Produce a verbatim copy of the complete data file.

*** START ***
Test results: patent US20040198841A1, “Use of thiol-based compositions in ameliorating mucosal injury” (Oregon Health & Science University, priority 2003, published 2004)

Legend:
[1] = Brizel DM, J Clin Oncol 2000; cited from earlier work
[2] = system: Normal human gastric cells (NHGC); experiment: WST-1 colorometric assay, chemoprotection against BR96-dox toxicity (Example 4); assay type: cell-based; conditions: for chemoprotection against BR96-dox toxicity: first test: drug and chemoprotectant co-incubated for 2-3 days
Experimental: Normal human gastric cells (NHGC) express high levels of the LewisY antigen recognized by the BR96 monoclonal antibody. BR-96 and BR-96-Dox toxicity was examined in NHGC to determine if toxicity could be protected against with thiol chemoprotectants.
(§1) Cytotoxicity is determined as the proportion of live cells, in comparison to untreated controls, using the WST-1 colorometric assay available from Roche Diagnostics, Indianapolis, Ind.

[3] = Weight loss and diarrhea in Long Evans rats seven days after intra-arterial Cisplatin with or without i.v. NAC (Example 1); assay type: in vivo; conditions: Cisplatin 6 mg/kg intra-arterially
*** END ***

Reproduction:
Test results: patent US20040198841A1, “Use of thiol-based compositions in ameliorating mucosal injury” (Oregon Health & Science University, priority 2003, published 2004)

Legend:
[1] = Brizel DM, J Clin Oncol 2000; cited from earlier work
[2] = system: Normal human gastric cells (NHGC); experiment: WST-1 colorometric assay, chemoprotection against BR96-dox toxicity (Example 4); assay type: cell-based; conditions: for chemoprotection against BR96-dox toxicity: first test: drug and chemoprotectant co-incubated for 2-3 days
Experimental: Normal human gastric cells (NHGC) express high levels of the LewisY antigen recognized by the BR96 monoclonal antibody. BR-96 and BR-96-Dox toxicity was examined in NHGC to determine if toxicity could be protected against with thiol chemoprotectants.
(§1) Cytotoxicity is determined as the proportion of live cells, in comparison to untreated controls, using the WST-1 colorometric assay available from Roche Diagnostics, Indianapolis, Ind.

[3] = Weight loss and diarrhea in Long Evans rats seven days after intra-arterial Cisplatin with or without i.v. NAC (Example 1); assay type: in vivo; conditions: Cisplatin 6 mg/kg intra-arterially